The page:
Applied historical ecology: using the past to manage for the future
Document Type: Journal Article
Author(s): Thomas W. Swetnam; Craig D. Allen; Julio L. Betancourt
Publication Year: 1999

Cataloging Information

  • chaparral
  • climate change
  • coniferous forests
  • deserts
  • disturbance
  • ecology
  • ecosystem dynamics
  • fire injury
  • fire scar analysis
  • forest management
  • grasslands
  • habitat conversion
  • historical ecology
  • histories
  • Juniperus occidentalis
  • Juniperus osteosperma
  • lakes
  • Larrea tridentata
  • New Mexico
  • packrat middens
  • paleoecology
  • paleontology
  • photography
  • pine forests
  • Pinus edulis
  • Pinus monophylla
  • post-fire recovery
  • range management
  • range of natural variation
  • repeat photography
  • statistical analysis
  • subalpine forests
  • tree rings
  • vegetation change
Record Maintained By:
Record Last Modified: June 1, 2018
FRAMES Record Number: 9597
Tall Timbers Record Number: 11953
TTRS Location Status: In-file
TTRS Call Number: Journals-E
TTRS Abstract Status: Okay, Fair use, Reproduced by permission

This bibliographic record was either created or modified by the Tall Timbers Research Station and Land Conservancy and is provided without charge to promote research and education in Fire Ecology. The E.V. Komarek Fire Ecology Database is the intellectual property of the Tall Timbers Research Station and Land Conservancy.


Applied historical ecology is the use of historical knowledge in the management of ecosystems. Historical perspectives increase our understanding of the dynamic nature of landscapes and provide a frame of reference for assessing modern patterns and processes. Historical records, however, are often too brief or fragmentary to be useful, or they are not obtainable for the process or structure of interest. Even where long historical time series can be assembled, selection of appropriate reference conditions may be complicated by the past influence of humans and the many potential reference conditions encompassed by nonequilibrium dynamics. These complications, however, do not lessen the value of history; rather they underscore the need for multiple, comparative histories from many locations for evaluating both cultural and natural causes of variability, as well as for characterizing the overall dynamical properties of ecosystems. Historical knowledge may not simplify the task of setting management goals and making decisions, but 20th century trends, such as increasingly severe wildfires, suggest that disregarding history can be perilous. We describe examples from our research in the southwestern United States to illustrate some of the values and limitations of applied historical ecology. Paleoecological data from packrat middens and other natural archives have been useful for defining baseline conditions of vegetation communities, determining histories and rates of species range expansions and contractions, and discriminating between natural and cultural causes of environmental change. We describe a montane grassland restoration project in northern New Mexico that was justified and guided by an historical sequence of aerial photographs showing progressive tree invasion during the 20th century. Likewise, fire scar chronologies have been widely used to justify and guide fuel reduction and natural fire reintroduction in forests. A southwestern network of fire histories illustrates the power of aggregating historical time series across spatial scales. Regional fire patterns evident in these aggregations point to the key role of interannual lags in responses of fuels and fire regimes to the El NiƱo-Southern Oscillation (wet/dry cycles), with important implications for long-range fire hazard forecasting. These examples of applied historical ecology emphasize that detection and explanation of historical trends and variability are essential to informed management.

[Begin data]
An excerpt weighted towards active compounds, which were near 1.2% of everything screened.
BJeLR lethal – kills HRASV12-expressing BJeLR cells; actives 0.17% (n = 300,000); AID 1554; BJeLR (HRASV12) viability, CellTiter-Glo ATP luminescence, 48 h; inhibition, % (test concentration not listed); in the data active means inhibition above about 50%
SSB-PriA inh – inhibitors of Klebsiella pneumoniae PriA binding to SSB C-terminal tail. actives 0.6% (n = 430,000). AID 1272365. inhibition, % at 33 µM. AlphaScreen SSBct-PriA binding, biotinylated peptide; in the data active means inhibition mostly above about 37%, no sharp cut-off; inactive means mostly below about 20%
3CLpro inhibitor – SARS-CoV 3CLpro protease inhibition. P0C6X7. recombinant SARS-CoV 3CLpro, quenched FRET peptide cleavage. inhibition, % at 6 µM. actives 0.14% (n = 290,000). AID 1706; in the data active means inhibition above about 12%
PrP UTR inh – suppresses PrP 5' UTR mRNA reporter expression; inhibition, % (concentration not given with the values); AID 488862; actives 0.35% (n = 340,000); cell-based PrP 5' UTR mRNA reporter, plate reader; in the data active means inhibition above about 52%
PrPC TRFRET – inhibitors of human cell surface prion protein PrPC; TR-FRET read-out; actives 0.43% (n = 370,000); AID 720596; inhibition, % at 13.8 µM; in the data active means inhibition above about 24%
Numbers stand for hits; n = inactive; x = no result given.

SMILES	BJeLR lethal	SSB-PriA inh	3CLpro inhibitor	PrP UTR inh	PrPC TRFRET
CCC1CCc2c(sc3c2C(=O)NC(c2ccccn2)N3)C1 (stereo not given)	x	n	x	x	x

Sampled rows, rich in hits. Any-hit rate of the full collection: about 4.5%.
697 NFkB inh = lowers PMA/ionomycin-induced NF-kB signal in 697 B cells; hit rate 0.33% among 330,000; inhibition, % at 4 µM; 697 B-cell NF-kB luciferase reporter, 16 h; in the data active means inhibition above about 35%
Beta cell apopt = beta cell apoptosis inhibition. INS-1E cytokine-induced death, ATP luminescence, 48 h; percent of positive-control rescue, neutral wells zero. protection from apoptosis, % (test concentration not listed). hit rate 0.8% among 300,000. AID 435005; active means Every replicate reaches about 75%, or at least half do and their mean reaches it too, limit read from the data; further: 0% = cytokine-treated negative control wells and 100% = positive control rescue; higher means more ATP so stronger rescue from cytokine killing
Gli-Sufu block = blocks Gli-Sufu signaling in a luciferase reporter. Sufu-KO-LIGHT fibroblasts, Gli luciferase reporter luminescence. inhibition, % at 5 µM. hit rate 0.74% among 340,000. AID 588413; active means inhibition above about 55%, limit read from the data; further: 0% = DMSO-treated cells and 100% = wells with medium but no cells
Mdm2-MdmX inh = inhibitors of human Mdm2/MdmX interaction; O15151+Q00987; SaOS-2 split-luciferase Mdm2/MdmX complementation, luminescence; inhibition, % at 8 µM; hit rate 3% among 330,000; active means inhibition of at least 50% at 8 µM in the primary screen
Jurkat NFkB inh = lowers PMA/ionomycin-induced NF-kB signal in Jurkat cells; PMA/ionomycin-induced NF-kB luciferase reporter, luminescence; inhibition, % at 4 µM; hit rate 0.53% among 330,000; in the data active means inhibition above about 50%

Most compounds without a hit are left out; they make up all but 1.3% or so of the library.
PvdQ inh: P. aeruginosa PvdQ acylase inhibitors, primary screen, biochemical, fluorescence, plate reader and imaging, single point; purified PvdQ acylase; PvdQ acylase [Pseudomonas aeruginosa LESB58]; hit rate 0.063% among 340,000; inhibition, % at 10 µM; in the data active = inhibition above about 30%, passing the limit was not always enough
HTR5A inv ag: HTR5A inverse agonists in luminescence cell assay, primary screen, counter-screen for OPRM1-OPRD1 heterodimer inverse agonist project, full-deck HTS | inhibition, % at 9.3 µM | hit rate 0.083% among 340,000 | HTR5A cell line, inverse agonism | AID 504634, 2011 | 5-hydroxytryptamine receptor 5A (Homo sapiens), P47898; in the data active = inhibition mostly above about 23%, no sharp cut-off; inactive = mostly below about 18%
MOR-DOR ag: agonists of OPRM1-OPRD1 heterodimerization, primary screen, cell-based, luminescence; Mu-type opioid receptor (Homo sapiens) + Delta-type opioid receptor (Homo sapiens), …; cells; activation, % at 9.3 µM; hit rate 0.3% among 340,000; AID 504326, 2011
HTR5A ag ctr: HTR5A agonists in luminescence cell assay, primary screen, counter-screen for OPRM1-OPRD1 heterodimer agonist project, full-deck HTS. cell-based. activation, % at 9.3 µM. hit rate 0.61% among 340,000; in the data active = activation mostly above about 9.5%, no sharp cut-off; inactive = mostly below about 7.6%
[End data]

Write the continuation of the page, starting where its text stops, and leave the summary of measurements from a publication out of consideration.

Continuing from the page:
Online Link(s):
Swetnam, Thomas W.; Allen, Craig D; Betancourt, Julio L. 1999. Applied historical ecology: using the past to manage for the future. Ecological Applications 9(4):1189-1206.